This week, the national and the regional aligned in painful ways when Michael Scaringe, 63, was convicted of of raping a 13-year-old girl in Saranac Lake, while working there are a y0uth center director.
In quick succession, we also learned about the conviction of Penn State coach Jerry Sandusky, who made a career of predating on young boys, luring them into youth programs, cultivating their loyalty, lulling their parents into complacency.
And then there was Monsignor William Lee, the highly placed Roman Catholic official in Philadelphia, convicted of child endangerment and conspiracy for covering up the vicious attacks on children by priests under his jurisdiction.
So what is it that unifies all these cases? People in positions of authority knew that children were being brutalized and wrecked, but they failed to notify police or prosecutors.
Those acts of cowardice opened the door for far more kids to be raped.
Chris Knight reported for the Adirondack Daily Enterprise that school officials in Tupper Lake — where Scaringe was a teacher — knew as early as the 1970s that there were grave suspicions about sexual assaults on students in the district.
It turns out those suspicions were correct. At least four women have come forward to offer accounts of Scaringe manipulating them, while still children, into acts of oral sex and intercourse.
School officials knew of at least one case. Rather than call police, the school quietly let Scaringe go.
“We confirmed with a school board member that they were advised of this and that was the reason why Mr. Scaringe’s contract was not renewed,” Franklin County District Attorney Derek Champagne told the Enterprise.
“Why wasn’t it reported to law enforcement? If it was, why wasn’t anything done? How was this person, who clearly inflicted a lot of damage in our community, essentially just allowed to leave town?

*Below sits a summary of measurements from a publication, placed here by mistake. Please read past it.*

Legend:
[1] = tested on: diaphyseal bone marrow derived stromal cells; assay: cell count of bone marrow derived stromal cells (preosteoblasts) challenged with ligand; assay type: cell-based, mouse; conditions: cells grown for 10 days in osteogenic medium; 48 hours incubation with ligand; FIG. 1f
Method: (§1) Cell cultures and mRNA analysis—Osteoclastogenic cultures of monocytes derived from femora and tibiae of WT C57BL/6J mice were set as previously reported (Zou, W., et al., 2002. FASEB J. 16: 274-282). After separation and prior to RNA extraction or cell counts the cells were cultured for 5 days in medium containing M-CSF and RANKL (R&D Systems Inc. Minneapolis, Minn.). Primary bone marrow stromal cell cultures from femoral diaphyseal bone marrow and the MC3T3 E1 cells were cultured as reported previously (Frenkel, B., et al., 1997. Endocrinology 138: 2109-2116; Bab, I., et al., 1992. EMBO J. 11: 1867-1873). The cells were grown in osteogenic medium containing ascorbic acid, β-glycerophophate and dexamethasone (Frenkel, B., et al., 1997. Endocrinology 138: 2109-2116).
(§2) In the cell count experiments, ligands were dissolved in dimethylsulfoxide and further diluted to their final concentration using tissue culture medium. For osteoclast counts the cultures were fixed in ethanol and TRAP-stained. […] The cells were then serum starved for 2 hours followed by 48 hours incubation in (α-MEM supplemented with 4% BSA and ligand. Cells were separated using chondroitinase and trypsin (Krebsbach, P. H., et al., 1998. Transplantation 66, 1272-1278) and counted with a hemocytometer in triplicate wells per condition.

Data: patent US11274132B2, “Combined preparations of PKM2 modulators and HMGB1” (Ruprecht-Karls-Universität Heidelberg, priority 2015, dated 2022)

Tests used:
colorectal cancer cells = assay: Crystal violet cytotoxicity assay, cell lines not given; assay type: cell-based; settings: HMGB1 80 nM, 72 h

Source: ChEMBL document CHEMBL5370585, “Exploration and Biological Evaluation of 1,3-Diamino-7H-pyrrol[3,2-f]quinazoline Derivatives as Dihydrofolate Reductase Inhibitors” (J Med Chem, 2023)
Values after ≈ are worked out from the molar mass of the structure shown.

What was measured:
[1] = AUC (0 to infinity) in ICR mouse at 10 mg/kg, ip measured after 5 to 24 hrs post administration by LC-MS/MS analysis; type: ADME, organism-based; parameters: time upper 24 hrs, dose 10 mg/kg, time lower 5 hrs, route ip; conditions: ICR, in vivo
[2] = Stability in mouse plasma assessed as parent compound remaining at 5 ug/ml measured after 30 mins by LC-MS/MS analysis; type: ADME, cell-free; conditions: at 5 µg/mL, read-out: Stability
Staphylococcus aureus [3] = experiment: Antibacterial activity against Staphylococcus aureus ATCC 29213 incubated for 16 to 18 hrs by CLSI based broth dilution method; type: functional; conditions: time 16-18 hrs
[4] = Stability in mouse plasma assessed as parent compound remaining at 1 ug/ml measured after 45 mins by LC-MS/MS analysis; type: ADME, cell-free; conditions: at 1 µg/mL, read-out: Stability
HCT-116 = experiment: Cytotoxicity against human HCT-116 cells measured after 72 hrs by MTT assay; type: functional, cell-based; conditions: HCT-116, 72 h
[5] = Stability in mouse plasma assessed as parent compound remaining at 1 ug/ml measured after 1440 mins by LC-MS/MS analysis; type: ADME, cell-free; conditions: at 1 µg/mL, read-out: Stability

“If today this type of information came forward, we would have convened a grand jury investigation. That’s what’s most disheartening and most troubling about this prosecution is how many other victims are out there beside the five that came forward, and how was this not stopped 30 years ago? What kind of trail of devastation has he left between here and Florida in the last 30 years?”
It turns out witnesses also saw Jerry Sandusky raping boys — saw him, in the shower with a child — as early as 2001 and failed to notify authorities. And Msr. Lee not only failed to call the cops. He worked actively to deceive law enforcement.
In journalism, one of the key things we look for is motivation. If someone does something extraordinary, you have to ask “Why?” Why didn’t people speak up about these predators.
In this case, the answer seems clear and it’s pretty devastating.
For too long, a wide variety of leaders and people of influence in our society have put the welfare of their organizations, the reputation of their institutions, above the safety of kids.
It’s easier, less controversial, to simply let a guy like Scaringe go, rather than entangling an entire school district and several local families in a painful prosecution.
It’s easier to look the other way, as coaches at the University of Pennsylvania did, rather than bring ignominy upon a legendary sports program.
It’s easier to hide predatory priests, and to blur accountability, as Monsignor Lee did, rather than confront a terrifying pattern of criminal and rapacious behavior.
There are lessons here both public and private.
The public lesson is that we need a debate over the laws that require all institutions and all people in authority to report suspicions of child endangerment to police immediately.
Are there gray zones in those laws? Are the punishments for failing to disclose vital information in a timely way severe enough?
Penalties need to have enough teeth that organizations, and not just individuals, feel the bite for putting their own interests above the welfare of kids.
The private lesson, sadly, is that parents have to be extraordinarily vigilant. The truth is that you probably won’t recognize a predator. And you can’t always trust even the most well-established institutions to have proper safeguards.
So ask questions. Set proper limits on the amount of time your kid spends with any grown-up. Monitor the kinds of situations that might offer an opportunity for predatory behavior.
Above all else, speak up. If you suspect something, don’t try to sort it out yourself. Call the police. You might save your child incredible trauma. You might also break a pattern of viciousness that puts far more kids at risk.